(an'ŏ-rek'sē-ă) Avoid substituting the simple word anorexia for anorexia nervosa.
Diminished appetite; aversion to food.
[G. fr. an- priv. + orexis, appetite]
References in periodicals archive ?
Anorexia is a serious and potentially life-threatening illness, and symptoms include a dangerously low body weight, an intense fear of gaining weight, and a distorted body image.
To the authors' knowledge, there are very few reported studies (none from Pakistan) in the literature, describing a case of a male patient with schizophrenia and Anorexia Nervosa.3-5 In order to evaluate the case presented, few points related to validity of both diagnoses need to be highlighted.
According to Frank, anorexia nervosa behavior could alter the brain circuits and impact its taste-reward processing mechanisms.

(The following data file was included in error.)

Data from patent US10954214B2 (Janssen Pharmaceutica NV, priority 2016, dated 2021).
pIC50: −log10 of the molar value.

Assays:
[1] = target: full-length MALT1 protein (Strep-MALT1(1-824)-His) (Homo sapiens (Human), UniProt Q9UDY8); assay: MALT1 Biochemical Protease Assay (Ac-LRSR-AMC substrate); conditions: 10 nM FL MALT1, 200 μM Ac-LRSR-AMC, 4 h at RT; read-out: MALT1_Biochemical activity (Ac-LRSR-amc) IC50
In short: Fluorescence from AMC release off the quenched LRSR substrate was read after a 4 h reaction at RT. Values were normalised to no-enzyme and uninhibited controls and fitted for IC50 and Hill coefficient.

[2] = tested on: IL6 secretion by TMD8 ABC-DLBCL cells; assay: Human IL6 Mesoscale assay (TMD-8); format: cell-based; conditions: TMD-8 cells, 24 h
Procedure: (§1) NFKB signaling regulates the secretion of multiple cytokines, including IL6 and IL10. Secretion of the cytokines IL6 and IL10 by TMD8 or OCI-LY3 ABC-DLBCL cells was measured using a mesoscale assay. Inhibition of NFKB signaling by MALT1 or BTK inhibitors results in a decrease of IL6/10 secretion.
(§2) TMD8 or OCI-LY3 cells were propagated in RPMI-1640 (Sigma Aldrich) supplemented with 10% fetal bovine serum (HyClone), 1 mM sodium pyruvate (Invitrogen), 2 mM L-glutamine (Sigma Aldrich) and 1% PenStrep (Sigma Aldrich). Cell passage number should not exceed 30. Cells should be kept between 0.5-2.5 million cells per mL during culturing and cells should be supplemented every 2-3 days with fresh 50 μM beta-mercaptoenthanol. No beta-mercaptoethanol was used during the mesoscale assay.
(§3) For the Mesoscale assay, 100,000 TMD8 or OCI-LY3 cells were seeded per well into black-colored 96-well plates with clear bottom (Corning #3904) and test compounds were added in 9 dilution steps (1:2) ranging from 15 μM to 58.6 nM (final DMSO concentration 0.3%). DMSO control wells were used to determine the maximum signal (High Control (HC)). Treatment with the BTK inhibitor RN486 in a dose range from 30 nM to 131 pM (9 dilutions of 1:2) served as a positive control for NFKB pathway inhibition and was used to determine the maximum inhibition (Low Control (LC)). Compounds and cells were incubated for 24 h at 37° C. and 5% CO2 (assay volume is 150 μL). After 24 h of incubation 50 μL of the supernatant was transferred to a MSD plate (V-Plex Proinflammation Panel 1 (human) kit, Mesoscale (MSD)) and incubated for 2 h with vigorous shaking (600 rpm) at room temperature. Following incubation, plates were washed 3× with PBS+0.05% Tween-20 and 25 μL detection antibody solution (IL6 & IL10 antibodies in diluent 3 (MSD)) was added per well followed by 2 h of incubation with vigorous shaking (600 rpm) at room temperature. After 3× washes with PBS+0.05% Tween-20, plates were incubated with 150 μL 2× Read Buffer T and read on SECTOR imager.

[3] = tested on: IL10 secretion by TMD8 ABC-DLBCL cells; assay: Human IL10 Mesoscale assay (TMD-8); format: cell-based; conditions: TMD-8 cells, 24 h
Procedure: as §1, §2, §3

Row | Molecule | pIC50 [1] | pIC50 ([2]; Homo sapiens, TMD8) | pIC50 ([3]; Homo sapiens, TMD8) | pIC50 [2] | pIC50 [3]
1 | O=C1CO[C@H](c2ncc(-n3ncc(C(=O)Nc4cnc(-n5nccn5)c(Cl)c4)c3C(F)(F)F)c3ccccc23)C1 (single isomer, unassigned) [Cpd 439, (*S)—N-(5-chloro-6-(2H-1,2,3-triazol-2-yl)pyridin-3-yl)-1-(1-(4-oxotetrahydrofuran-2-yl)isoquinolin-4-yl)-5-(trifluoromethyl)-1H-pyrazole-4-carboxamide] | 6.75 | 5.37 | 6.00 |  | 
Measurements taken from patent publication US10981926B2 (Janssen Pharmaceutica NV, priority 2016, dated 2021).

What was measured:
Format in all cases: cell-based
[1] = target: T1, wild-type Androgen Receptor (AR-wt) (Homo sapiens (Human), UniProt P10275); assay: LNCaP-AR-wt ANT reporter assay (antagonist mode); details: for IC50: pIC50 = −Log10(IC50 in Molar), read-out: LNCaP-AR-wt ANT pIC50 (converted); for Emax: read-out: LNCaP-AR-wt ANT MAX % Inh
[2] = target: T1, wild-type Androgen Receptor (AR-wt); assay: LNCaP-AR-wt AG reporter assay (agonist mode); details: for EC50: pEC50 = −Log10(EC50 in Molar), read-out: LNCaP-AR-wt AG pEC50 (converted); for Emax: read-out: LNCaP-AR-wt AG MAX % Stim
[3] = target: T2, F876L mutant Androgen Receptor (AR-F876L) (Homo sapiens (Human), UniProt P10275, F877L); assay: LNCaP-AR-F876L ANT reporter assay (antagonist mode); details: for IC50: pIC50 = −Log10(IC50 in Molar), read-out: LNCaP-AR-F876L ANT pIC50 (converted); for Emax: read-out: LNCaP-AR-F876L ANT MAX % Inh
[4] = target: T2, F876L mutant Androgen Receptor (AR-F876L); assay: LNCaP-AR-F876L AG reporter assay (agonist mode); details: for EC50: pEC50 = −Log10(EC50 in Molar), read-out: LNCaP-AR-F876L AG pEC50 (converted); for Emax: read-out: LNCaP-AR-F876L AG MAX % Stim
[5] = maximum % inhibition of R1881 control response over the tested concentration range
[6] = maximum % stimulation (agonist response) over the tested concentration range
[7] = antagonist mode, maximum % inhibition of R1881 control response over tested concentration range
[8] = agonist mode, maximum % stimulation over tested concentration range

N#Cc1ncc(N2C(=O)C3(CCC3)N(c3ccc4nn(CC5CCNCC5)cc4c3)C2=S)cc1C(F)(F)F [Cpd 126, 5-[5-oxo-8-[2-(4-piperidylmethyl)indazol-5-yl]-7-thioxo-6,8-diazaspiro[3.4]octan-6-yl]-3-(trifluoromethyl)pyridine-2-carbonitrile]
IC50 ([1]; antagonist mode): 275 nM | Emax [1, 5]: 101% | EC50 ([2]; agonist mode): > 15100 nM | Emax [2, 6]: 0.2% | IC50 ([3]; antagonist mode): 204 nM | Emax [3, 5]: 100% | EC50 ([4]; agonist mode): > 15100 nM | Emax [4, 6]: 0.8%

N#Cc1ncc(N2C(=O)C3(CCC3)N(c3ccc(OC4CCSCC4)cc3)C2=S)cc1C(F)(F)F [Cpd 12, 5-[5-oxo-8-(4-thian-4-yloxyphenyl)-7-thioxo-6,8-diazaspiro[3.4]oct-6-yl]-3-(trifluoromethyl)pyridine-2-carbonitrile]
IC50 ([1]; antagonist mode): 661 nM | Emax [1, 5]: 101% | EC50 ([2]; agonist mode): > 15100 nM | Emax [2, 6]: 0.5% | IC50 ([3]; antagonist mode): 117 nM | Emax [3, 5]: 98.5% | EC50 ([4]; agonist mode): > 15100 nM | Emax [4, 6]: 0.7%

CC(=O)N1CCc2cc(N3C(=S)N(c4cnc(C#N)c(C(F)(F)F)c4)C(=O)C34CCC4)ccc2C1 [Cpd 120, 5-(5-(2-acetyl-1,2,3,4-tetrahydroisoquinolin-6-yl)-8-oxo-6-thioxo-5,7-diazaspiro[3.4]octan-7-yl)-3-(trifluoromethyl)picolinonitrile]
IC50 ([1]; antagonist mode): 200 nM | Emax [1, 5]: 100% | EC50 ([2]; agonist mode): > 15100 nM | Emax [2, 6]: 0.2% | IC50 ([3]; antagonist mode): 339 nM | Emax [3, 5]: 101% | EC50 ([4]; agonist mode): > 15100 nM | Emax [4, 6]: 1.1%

Anorexia is an eating disorder characterised by an abnormally low body weight, an intense fear of gaining weight and a distorted perception of weight.
One does not have to read past the book's first page to find such reductionist conclusions: "Anorexia is a practice, not a culture; an activity, not a symbol; an accident, not a statement" (p.
Eating disorders such as anorexia nervosa, bulimia nervosa and binge-eating disorder tend to be more common in women than men.
Bakewell said anorexia was "called hunger when we were young", adding: "You sat and ate until your plate was clean."
CONCLUSION: Anorexia Nervosa is a rare eating disorder in Schizophrenia, especially in male population.
Due to anorexia, the girl does not go to school any more staying home for independent studies.
Keywords: adolescent men, masculinity, anorexia nervosa, construction of subjectivity
An increasing number of teens were hospitalized for restrictive eating despite not meeting the clinical definition for anorexia nervosa, according to a recent study.